This is a week of receiving and responding to feedback for us. We also developed the composition box and nailed down our metrics. We had faculty walk around in Pittsburgh on Monday, open house in Silicon Valley on Wednesday and faculty sit-down on Friday. For the demo on Wednesday we voice playtest an environment simulation demo where guest is the manager of a coffee shop. This demo helps us to give guests and our client a more concrete idea of what we are doing. We also received very specific feedback based on that. 


The most important three aspects for us are gameplay, storytelling and client requirement. We hope the player to “laugh” while playing our game. We have also made our composition box. 

Composition Box

Design direction

Client recommended us to lean back into idea #1(grow up a Sim, see more details in week 3 post) and focus on interacting with and developing a single Sim, and make those simple interactions feel amazing. They also recommended us to prototype while designing so we can work around platform limitation. Production wise, client asks us to list out the features based on priority so we can implement the most important ones first. 

Here are some of the more detailed feedback we get. 

  • Is it a casual experience or is there a challenge to overcome? 
  • What is the hook to come back? How do you develop goals for the player?
  • Consider adding timed re-engagement gameplay (i.e. you need to come back in 5 hours to supervise the new shift at the restaurant)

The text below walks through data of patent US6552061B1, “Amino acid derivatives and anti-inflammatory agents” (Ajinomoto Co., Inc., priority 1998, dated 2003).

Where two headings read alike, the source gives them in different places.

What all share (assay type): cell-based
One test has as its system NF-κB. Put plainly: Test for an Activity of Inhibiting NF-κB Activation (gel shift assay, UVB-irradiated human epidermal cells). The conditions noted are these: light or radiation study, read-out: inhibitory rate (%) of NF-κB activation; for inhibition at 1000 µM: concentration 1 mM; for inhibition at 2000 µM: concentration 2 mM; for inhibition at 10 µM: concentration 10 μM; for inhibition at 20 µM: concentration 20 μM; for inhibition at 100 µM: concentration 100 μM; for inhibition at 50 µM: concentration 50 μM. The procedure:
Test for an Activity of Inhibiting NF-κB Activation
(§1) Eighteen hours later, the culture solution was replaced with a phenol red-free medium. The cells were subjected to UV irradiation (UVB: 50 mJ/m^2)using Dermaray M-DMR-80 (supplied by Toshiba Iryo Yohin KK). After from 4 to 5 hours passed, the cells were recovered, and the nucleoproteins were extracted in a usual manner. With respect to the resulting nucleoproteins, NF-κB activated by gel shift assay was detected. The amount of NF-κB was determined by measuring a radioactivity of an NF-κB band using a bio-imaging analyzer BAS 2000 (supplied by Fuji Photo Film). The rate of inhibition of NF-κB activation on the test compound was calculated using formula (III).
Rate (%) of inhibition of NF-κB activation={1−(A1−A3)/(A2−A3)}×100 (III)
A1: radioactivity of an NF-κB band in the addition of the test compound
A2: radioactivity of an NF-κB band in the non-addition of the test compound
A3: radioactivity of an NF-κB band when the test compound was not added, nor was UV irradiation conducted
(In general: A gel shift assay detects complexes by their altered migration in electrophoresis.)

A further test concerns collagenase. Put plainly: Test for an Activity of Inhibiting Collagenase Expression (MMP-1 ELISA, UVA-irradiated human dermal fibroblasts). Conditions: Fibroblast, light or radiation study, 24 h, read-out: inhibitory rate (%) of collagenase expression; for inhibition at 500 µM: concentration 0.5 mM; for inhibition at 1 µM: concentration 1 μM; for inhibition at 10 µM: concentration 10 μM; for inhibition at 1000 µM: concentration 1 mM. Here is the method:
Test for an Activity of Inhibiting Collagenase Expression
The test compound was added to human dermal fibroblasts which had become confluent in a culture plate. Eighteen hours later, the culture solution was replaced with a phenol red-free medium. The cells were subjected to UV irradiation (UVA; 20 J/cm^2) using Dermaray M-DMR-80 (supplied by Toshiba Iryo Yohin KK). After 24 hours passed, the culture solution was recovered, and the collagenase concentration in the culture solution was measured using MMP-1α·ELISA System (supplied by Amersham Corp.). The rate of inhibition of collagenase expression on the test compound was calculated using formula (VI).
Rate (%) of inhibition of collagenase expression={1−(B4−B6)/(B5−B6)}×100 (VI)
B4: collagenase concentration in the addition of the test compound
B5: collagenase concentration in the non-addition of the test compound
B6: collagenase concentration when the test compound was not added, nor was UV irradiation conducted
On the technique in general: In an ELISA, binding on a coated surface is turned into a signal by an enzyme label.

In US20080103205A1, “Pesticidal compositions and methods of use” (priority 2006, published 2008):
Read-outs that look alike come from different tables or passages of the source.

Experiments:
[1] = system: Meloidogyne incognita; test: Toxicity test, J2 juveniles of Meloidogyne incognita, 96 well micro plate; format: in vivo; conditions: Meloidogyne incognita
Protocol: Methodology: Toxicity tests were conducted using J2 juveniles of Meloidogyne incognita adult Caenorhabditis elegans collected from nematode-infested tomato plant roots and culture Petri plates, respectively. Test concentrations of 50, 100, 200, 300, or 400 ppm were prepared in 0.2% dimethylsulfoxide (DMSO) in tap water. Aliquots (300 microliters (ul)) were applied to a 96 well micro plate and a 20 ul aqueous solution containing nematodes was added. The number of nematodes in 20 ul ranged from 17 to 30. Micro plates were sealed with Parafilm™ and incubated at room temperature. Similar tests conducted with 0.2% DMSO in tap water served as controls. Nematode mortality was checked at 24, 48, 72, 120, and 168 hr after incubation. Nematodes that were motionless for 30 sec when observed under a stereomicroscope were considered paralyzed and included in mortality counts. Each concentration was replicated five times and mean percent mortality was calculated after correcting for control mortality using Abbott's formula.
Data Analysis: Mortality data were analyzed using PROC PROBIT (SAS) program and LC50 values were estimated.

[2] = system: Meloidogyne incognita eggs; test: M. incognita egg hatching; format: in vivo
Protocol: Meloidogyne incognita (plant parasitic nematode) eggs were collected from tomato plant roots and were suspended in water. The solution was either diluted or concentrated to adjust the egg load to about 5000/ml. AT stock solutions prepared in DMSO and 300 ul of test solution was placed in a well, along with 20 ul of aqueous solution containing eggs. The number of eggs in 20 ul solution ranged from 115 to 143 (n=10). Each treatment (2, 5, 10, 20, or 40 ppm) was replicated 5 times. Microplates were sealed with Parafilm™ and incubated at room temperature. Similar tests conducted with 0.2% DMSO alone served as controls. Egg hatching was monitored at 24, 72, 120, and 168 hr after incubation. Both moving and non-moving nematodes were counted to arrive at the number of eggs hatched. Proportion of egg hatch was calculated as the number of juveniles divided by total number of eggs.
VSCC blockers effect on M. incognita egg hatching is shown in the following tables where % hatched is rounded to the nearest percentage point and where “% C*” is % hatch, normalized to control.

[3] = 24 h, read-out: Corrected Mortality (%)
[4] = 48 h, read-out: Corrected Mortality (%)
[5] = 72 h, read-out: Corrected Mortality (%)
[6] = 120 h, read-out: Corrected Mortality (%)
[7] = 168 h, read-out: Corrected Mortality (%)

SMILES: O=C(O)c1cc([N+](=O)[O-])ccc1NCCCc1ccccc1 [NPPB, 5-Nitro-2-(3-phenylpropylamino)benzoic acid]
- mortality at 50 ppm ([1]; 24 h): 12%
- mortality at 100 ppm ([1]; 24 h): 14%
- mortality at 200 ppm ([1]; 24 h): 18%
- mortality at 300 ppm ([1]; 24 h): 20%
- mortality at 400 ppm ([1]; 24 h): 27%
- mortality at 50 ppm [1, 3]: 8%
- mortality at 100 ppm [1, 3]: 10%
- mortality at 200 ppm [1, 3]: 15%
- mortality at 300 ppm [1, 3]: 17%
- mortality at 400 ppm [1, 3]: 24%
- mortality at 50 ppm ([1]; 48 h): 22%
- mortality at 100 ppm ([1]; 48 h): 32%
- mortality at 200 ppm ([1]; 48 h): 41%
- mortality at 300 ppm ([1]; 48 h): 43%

• Thematically, is the gameplay expected to show a mundane reality, or a soap opera?
  • How will players remember specific Sims and their stories over short interactions with multiple characters, and potentially no visuals?
  • A lot of this design sounds like it could be accomplished with Skill Flow Builder, which is the tool we used for Sims Stories.

Feedback from Faculty

From faculty, we received questions like what are the examples that we have looked at. We have looked at Trivia, party games, song games and adventure games. Since our focus is on storytelling, faculty also recommend us to look at some radio comedy and TV series, or maybe just improv it out. 

Simlish, the fictional language in The Sims, also draws faculty’s attention. We initially plan to use Simlish together with Alexa as narrative to add more emotional layers our environment simulation. Right now considering we are shifting from environment simulation to more single Sims storytelling, we might cut down or eliminate the use of Simlish in our gameplay. 

For those of you interested in Simlish, checkout this great video!

One faculty mentioned that Sims is a game about emotion, we were asked, what kind of emotion do we want to invoke our players? Our answer is laughs and smiles from humor. 

One faculty asked suggests that we can use Alexa as our “eye”. If The Sims team have a series of animation corresponding to different emotions, we can borrow that and use words to describe emotions. For example, Sims waved his hands over head for four times. I think he is angry now. 

Ruoxi and Weidi gather feedback from guests after the demo

Demo feedback

We also get feedback from guests coming to our open house. 

  • Have fallback answers
  • Assume the player will say something different
  • Players don’t know what they can or cannot do. 
  • Direct the user back to the same place as before
  • Don’t ask player to choose A or B if the one of the answers is a dead end
  • Could start the experience with a list commands. What are the things that players can do and get. Think about adventure game.
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